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A Measured Approach – Predictability and Reliability
A “50 year old technology that is achieving slow but sure acceptance, because of its predictability and reliability…” Where has this dental profession been?
In 1986 the American Dental Association Council on Scientific Affairs, after in the ADA’s own words the most intensive scrutiny ever given, granted the ADA Seal of Acceptance to all of Myotronics products. This included the Myomonitor, Jaw Tracking and EMG. The Jaw Tracking, Electromyography (ESG) and Electrosonography ESG presently have the coveted ADA Seal of Acceptance after the scientific validity of the instrumentation was again reviewed several years ago by the ADA Scientific Council. What does that mean? The instrumentation does what it is intended to do PREDICTABLY and RELIABLY.
Neuromuscular instrumentation is “Standard of Care” in Italy. As you may know, most dentists in Italy are MD’s with a dental specialty. Really helped to have doctors with strong neurophysiology backgrounds. They were used to measuring! Virtually every dental university in Japan and Italy have instrumentation.
If one will go to the Myotronics website (www.Myotronics.com) one will also see that all the instruments have FDA 510k approval. Again, this is a most rigid process requiring predictability and reliability of the device to do what the manufacturer claims.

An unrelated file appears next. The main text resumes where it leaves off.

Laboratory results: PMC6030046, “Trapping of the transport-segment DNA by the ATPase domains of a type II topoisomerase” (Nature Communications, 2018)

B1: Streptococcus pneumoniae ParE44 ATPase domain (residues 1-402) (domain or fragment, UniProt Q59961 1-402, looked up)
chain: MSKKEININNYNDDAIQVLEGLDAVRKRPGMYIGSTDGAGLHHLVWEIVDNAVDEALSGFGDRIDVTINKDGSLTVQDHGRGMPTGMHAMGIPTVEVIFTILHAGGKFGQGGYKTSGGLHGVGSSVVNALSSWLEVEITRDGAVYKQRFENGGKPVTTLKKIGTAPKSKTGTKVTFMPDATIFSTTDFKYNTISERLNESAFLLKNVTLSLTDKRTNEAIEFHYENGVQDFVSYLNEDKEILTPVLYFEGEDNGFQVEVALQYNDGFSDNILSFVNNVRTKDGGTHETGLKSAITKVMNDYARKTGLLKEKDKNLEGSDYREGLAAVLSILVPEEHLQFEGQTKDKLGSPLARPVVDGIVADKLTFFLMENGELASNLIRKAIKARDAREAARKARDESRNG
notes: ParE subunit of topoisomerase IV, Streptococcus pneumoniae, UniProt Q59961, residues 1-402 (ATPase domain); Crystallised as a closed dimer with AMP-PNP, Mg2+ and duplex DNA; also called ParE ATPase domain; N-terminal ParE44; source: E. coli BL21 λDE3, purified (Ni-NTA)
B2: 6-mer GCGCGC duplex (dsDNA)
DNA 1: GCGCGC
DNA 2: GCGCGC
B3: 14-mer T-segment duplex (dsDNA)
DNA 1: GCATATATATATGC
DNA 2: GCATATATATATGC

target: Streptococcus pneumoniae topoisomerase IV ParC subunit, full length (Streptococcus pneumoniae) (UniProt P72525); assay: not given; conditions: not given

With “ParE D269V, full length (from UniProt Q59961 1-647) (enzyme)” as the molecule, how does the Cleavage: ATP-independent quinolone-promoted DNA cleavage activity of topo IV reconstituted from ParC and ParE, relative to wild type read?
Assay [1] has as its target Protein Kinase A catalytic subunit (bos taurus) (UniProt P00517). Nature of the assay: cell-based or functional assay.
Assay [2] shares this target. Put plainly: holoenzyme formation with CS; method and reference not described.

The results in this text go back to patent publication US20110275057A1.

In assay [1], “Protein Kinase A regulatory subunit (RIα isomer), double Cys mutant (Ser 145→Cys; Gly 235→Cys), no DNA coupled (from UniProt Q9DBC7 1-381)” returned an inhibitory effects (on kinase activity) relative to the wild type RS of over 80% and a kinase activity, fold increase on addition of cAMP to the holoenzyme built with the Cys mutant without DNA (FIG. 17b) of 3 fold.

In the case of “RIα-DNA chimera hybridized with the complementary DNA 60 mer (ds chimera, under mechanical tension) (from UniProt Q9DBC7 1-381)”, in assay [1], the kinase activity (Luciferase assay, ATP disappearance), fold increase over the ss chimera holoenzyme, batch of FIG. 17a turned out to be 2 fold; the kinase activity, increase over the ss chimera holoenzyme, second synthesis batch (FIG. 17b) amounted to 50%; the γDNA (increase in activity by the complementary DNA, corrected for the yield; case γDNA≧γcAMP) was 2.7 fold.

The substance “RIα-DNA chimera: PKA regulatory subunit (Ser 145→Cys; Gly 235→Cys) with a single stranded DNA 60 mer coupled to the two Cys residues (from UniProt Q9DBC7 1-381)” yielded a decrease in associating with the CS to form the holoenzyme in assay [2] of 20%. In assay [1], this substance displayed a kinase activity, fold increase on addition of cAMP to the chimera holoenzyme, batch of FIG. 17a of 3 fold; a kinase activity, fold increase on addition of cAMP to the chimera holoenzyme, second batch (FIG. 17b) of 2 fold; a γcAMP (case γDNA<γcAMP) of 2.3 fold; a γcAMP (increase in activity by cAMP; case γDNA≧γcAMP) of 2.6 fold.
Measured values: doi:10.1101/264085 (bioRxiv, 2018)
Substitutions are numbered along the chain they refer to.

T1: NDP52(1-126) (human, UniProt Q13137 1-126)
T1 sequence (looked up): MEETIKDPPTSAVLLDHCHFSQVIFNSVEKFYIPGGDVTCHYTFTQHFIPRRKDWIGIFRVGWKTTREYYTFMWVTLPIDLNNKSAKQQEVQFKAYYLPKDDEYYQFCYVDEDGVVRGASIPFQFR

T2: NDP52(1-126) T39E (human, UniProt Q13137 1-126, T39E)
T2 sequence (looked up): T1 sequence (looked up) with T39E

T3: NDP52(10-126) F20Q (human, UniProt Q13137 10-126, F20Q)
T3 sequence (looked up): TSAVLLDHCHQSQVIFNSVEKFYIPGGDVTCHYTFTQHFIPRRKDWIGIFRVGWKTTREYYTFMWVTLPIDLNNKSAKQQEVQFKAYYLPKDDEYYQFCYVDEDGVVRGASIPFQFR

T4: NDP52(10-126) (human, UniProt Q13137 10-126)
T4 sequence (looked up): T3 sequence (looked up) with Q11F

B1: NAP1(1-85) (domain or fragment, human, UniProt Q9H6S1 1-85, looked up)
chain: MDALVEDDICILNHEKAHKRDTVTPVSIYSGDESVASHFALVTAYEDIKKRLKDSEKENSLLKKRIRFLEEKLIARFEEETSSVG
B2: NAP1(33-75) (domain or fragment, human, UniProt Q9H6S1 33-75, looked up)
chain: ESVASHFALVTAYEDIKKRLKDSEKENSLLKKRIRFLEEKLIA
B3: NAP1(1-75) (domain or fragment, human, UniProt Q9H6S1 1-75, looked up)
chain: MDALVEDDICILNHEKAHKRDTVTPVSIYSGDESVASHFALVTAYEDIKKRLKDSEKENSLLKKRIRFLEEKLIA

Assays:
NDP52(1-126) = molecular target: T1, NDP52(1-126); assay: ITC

Read More: What Does the K7 Technology Measure?
This is the danger of flippant statements on websites indicating that instrumentation has not achieved acceptance. There are thousands of pages of scientific documentation supporting the safety, efficacy, and reliability of these instruments. The data was necessary to pass the ADA Scientific Council and FDA scrutiny. It represents the work of hundreds of researchers throughout the world. It is a most compelling collection of data and documentation. If the reader is not aware of this voluminous scientific work such statement may keep a colleague from exploring technologies and techniques that can help their patients.